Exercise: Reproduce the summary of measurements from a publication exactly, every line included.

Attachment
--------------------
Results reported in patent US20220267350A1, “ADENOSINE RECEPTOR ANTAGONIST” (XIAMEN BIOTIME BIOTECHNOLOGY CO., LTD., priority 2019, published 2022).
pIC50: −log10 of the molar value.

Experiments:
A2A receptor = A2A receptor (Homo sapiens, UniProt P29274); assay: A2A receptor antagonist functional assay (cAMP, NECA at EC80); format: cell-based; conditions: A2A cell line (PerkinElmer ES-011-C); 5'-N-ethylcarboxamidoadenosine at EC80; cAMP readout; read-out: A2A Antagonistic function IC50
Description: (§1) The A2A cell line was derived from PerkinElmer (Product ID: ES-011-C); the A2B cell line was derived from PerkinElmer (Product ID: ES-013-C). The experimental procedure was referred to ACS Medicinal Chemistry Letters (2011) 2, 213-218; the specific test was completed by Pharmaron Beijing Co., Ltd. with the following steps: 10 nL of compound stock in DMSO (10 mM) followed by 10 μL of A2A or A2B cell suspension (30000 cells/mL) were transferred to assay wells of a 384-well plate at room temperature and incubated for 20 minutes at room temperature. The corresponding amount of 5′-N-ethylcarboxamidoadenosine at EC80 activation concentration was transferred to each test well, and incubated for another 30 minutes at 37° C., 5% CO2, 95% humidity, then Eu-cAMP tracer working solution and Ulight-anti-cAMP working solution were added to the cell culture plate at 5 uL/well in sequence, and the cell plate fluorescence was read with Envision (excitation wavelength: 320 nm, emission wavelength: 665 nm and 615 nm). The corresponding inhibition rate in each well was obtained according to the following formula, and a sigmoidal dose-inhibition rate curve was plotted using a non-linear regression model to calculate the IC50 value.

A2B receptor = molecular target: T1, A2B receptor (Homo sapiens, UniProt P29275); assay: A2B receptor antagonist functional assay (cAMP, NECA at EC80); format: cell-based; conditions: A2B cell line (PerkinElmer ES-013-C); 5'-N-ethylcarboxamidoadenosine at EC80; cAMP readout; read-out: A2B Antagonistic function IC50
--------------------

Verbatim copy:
Results reported in patent US20220267350A1, “ADENOSINE RECEPTOR ANTAGONIST” (XIAMEN BIOTIME BIOTECHNOLOGY CO., LTD., priority 2019, published 2022).
pIC50: −log10 of the molar value.

Experiments:
A2A receptor = A2A receptor (Homo sapiens, UniProt P29274); assay: A2A receptor antagonist functional assay (cAMP, NECA at EC80); format: cell-based; conditions: A2A cell line (PerkinElmer ES-011-C); 5'-N-ethylcarboxamidoadenosine at EC80; cAMP readout; read-out: A2A Antagonistic function IC50
Description: (§1) The A2A cell line was derived from PerkinElmer (Product ID: ES-011-C); the A2B cell line was derived from PerkinElmer (Product ID: ES-013-C). The experimental procedure was referred to ACS Medicinal Chemistry Letters (2011) 2, 213-218; the specific test was completed by Pharmaron Beijing Co., Ltd. with the following steps: 10 nL of compound stock in DMSO (10 mM) followed by 10 μL of A2A or A2B cell suspension (30000 cells/mL) were transferred to assay wells of a 384-well plate at room temperature and incubated for 20 minutes at room temperature. The corresponding amount of 5′-N-ethylcarboxamidoadenosine at EC80 activation concentration was transferred to each test well, and incubated for another 30 minutes at 37° C., 5% CO2, 95% humidity, then Eu-cAMP tracer working solution and Ulight-anti-cAMP working solution were added to the cell culture plate at 5 uL/well in sequence, and the cell plate fluorescence was read with Envision (excitation wavelength: 320 nm, emission wavelength: 665 nm and 615 nm). The corresponding inhibition rate in each well was obtained according to the following formula, and a sigmoidal dose-inhibition rate curve was plotted using a non-linear regression model to calculate the IC50 value.

A2B receptor = molecular target: T1, A2B receptor (Homo sapiens, UniProt P29275); assay: A2B receptor antagonist functional assay (cAMP, NECA at EC80); format: cell-based; conditions: A2B cell line (PerkinElmer ES-013-C); 5'-N-ethylcarboxamidoadenosine at EC80; cAMP readout; read-out: A2B Antagonistic function IC50